1. Donkey Molestor X

      Re: Can't disagree..

      > Otherwise, frankly, the Linux community will start experiencing the joys that Windows customers have lived with for years, basically the user and business community being their beta testers and the "out the door now, we'll fix it later" mentality.

      Hahahaha! You think Linux users aren't already involuntarily deputized testers? Try installing a new kernel update the day it comes out on a (hopefully not production) server. Watch all kinds of shit that you never thought could break suddenly break.

      Screaming swears at your scurrying minions like Linus is NOT a software development lifecycle.

    2. Kiwi Silver badge
      Boffin

      Re: Can't disagree..

      All that said, and while I think Linus is a very bright guy, I don't think I'd want to work for or with him--I work in a toxic enough workplace already.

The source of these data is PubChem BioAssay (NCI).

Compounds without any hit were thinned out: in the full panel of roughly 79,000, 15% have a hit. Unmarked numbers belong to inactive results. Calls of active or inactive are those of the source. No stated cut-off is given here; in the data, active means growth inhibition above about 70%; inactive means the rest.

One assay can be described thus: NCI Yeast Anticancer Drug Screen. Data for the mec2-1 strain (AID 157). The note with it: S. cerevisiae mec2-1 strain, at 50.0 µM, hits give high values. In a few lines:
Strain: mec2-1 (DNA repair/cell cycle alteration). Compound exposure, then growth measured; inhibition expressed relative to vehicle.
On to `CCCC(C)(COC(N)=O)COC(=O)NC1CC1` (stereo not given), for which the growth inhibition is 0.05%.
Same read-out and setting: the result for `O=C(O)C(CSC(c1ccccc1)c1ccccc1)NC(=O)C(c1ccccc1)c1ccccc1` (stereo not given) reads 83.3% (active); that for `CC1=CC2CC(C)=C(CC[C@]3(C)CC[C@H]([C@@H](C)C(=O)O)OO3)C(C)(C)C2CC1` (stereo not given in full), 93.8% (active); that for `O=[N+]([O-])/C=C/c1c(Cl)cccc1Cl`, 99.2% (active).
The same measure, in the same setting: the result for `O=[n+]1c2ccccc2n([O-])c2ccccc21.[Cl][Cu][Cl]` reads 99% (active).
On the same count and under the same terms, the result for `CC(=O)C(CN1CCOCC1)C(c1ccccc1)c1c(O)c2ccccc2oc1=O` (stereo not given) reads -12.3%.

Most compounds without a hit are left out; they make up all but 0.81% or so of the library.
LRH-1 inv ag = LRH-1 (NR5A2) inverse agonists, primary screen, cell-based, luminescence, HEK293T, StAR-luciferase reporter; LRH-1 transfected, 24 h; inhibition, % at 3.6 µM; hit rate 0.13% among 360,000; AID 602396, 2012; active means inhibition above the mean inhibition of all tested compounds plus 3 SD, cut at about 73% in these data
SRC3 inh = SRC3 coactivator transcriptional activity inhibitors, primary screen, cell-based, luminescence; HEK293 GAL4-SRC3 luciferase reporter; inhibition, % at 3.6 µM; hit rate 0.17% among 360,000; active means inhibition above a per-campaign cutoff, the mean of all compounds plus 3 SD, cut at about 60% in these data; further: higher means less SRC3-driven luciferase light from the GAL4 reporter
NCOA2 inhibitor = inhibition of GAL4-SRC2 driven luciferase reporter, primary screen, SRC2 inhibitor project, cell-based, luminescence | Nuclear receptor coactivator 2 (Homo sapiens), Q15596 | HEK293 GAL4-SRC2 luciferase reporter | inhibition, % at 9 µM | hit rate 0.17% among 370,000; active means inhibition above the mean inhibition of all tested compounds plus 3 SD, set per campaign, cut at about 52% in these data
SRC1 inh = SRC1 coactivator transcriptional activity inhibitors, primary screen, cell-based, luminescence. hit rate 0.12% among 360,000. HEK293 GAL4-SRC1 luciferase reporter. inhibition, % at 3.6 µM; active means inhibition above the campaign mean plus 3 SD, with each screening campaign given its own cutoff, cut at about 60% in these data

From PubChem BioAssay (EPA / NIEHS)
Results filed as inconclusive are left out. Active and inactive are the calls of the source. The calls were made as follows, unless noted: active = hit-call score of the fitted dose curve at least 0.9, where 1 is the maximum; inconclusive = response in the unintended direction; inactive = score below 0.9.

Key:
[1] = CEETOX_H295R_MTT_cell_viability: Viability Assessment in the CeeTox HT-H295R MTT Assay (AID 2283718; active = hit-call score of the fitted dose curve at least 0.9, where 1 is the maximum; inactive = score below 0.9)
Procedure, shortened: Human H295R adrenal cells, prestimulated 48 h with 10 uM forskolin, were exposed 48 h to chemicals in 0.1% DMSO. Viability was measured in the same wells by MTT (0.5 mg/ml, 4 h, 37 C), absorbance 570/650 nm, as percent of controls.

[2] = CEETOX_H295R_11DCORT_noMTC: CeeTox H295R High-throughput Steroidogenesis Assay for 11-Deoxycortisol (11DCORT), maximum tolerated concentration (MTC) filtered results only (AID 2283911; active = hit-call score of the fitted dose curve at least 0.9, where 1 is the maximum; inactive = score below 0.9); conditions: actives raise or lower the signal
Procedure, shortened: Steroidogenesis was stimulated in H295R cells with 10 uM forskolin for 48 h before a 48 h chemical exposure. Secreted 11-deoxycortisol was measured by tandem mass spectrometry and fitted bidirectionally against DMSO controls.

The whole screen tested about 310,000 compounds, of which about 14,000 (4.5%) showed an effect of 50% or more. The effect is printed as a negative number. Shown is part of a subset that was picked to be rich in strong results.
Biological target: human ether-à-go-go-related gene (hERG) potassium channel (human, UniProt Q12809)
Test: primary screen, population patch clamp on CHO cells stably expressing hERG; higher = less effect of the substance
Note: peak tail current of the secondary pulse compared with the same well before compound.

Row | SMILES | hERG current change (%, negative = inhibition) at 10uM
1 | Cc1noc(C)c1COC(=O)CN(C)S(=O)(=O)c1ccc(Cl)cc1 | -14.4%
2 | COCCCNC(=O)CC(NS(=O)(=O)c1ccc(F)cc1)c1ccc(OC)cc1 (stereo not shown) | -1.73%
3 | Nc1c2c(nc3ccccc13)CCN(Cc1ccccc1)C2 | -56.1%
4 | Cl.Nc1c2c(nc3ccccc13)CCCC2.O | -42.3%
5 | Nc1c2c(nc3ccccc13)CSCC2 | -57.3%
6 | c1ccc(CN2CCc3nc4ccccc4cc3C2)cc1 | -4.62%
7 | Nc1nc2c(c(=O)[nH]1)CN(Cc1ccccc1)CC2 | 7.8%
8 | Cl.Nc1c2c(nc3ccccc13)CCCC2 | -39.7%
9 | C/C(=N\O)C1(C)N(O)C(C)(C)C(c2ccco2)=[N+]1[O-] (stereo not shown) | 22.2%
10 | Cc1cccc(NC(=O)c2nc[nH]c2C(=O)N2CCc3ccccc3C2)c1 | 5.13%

Every few months we see a story where someone has royally screwed up with security (most commonly Pottything and his ilk I believe, ICBW) or something else that "breaks userland" and/or causes significant kernel issues, and Mr Torvalds lets loose at them.

      What we never see is how often he praises good work, or even if he praises good work. I guess "Linus says 'Well done'" isn't as entertaining as "Linus says 'F*cking morons'" in a headline.

      [caution : wild tangent follows]

      I've let off at underlings at times, and I've been the underling the boss has been unloading on me (deserved over a mistake that cost the company at least a full days productivity and several $thousands - c/w with another time as a junior I followed instructions as best as I knew and it took 3 of us 5 days to clean up the mess - no telling off because I did what I was told but was not warned of a "gotcha" that got me).